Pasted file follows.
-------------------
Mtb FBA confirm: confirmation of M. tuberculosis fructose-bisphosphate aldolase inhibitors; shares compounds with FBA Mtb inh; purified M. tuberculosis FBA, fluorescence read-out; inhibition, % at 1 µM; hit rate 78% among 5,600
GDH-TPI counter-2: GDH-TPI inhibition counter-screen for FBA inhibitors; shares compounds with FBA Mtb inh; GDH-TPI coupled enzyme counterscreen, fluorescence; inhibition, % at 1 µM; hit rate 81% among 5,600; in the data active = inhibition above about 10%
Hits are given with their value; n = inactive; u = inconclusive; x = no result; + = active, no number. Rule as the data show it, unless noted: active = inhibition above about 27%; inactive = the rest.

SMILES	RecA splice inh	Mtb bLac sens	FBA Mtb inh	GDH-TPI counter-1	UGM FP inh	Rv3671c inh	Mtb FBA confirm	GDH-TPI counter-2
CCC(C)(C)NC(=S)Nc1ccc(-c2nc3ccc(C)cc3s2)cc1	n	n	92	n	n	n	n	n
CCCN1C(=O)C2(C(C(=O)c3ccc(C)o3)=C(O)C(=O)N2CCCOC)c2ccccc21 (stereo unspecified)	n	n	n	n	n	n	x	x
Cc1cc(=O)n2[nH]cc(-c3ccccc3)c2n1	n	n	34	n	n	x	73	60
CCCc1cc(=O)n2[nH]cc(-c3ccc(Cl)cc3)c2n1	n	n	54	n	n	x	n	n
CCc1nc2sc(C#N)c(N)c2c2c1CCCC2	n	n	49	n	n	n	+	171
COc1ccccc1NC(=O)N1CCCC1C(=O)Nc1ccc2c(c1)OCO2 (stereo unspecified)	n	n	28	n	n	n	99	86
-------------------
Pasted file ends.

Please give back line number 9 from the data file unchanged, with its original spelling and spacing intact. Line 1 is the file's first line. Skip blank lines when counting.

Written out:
CCc1nc2sc(C#N)c(N)c2c2c1CCCC2	n	n	49	n	n	n	+	171